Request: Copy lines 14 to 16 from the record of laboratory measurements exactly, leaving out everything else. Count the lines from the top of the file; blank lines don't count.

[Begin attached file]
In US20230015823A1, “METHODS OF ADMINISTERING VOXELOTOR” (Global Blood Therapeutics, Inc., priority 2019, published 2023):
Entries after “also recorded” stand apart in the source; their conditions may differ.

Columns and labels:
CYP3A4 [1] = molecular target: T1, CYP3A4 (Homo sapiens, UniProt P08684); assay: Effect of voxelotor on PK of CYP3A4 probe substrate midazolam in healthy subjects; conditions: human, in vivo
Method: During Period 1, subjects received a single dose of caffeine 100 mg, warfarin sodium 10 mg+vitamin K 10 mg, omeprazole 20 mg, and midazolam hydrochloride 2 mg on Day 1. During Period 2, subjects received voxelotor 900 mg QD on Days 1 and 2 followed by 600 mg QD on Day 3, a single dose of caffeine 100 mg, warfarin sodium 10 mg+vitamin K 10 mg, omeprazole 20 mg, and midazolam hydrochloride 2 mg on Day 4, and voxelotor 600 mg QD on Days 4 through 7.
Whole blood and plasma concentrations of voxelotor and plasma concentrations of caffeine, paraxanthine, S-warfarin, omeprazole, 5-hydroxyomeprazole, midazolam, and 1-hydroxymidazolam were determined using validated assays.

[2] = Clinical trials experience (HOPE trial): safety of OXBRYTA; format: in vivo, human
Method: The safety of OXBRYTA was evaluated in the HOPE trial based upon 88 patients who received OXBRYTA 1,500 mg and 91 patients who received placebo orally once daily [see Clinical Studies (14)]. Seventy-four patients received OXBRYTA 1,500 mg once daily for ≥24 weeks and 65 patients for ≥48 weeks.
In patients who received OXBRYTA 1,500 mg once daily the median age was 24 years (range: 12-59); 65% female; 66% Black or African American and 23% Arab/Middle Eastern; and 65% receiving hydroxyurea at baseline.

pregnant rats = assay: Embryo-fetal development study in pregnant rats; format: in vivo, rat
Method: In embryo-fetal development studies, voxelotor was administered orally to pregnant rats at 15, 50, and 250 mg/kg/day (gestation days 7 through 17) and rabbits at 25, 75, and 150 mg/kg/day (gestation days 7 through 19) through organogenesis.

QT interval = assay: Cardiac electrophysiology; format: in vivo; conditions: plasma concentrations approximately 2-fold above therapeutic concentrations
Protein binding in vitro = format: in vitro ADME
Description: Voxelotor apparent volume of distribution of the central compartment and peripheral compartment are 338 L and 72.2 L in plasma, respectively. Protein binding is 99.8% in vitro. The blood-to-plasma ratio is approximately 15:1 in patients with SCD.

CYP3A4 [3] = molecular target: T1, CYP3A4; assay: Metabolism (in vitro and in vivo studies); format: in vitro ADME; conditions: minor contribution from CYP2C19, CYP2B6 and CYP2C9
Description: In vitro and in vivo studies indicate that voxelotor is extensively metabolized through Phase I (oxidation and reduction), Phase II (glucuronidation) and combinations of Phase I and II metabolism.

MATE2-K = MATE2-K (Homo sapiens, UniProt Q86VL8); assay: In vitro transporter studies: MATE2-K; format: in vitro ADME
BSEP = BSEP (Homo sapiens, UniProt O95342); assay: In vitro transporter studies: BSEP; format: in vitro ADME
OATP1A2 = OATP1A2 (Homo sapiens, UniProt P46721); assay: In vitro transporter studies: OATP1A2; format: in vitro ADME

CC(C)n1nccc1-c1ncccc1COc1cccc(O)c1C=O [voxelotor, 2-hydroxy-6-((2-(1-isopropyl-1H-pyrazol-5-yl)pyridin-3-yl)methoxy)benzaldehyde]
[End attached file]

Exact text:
Description: Voxelotor apparent volume of distribution of the central compartment and peripheral compartment are 338 L and 72.2 L in plasma, respectively. Protein binding is 99.8% in vitro. The blood-to-plasma ratio is approximately 15:1 in patients with SCD.

CYP3A4 [3] = molecular target: T1, CYP3A4; assay: Metabolism (in vitro and in vivo studies); format: in vitro ADME; conditions: minor contribution from CYP2C19, CYP2B6 and CYP2C9
Description: In vitro and in vivo studies indicate that voxelotor is extensively metabolized through Phase I (oxidation and reduction), Phase II (glucuronidation) and combinations of Phase I and II metabolism.